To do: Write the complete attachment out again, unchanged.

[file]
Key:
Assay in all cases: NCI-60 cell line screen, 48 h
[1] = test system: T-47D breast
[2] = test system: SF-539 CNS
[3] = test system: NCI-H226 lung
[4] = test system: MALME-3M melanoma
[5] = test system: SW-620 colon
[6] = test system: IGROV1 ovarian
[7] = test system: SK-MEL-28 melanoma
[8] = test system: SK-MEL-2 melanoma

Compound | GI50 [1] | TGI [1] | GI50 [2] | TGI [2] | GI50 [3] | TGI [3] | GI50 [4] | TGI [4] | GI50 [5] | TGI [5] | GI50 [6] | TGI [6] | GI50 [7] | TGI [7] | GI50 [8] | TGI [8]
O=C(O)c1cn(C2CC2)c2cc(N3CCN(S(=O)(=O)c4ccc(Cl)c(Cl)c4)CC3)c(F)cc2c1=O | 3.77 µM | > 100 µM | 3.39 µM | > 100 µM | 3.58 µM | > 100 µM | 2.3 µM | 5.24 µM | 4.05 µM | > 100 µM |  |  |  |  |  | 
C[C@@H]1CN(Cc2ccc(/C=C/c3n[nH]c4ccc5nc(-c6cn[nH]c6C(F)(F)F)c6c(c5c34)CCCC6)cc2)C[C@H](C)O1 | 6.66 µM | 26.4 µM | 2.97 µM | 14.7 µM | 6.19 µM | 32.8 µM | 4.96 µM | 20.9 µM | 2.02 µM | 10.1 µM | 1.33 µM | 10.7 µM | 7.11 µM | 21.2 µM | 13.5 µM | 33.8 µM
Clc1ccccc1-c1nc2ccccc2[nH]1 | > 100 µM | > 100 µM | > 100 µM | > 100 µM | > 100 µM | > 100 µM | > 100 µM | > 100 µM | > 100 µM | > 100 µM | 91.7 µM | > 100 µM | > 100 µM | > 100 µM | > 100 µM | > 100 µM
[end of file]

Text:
Key:
Assay in all cases: NCI-60 cell line screen, 48 h
[1] = test system: T-47D breast
[2] = test system: SF-539 CNS
[3] = test system: NCI-H226 lung
[4] = test system: MALME-3M melanoma
[5] = test system: SW-620 colon
[6] = test system: IGROV1 ovarian
[7] = test system: SK-MEL-28 melanoma
[8] = test system: SK-MEL-2 melanoma

Compound | GI50 [1] | TGI [1] | GI50 [2] | TGI [2] | GI50 [3] | TGI [3] | GI50 [4] | TGI [4] | GI50 [5] | TGI [5] | GI50 [6] | TGI [6] | GI50 [7] | TGI [7] | GI50 [8] | TGI [8]
O=C(O)c1cn(C2CC2)c2cc(N3CCN(S(=O)(=O)c4ccc(Cl)c(Cl)c4)CC3)c(F)cc2c1=O | 3.77 µM | > 100 µM | 3.39 µM | > 100 µM | 3.58 µM | > 100 µM | 2.3 µM | 5.24 µM | 4.05 µM | > 100 µM |  |  |  |  |  | 
C[C@@H]1CN(Cc2ccc(/C=C/c3n[nH]c4ccc5nc(-c6cn[nH]c6C(F)(F)F)c6c(c5c34)CCCC6)cc2)C[C@H](C)O1 | 6.66 µM | 26.4 µM | 2.97 µM | 14.7 µM | 6.19 µM | 32.8 µM | 4.96 µM | 20.9 µM | 2.02 µM | 10.1 µM | 1.33 µM | 10.7 µM | 7.11 µM | 21.2 µM | 13.5 µM | 33.8 µM
Clc1ccccc1-c1nc2ccccc2[nH]1 | > 100 µM | > 100 µM | > 100 µM | > 100 µM | > 100 µM | > 100 µM | > 100 µM | > 100 µM | > 100 µM | > 100 µM | 91.7 µM | > 100 µM | > 100 µM | > 100 µM | > 100 µM | > 100 µM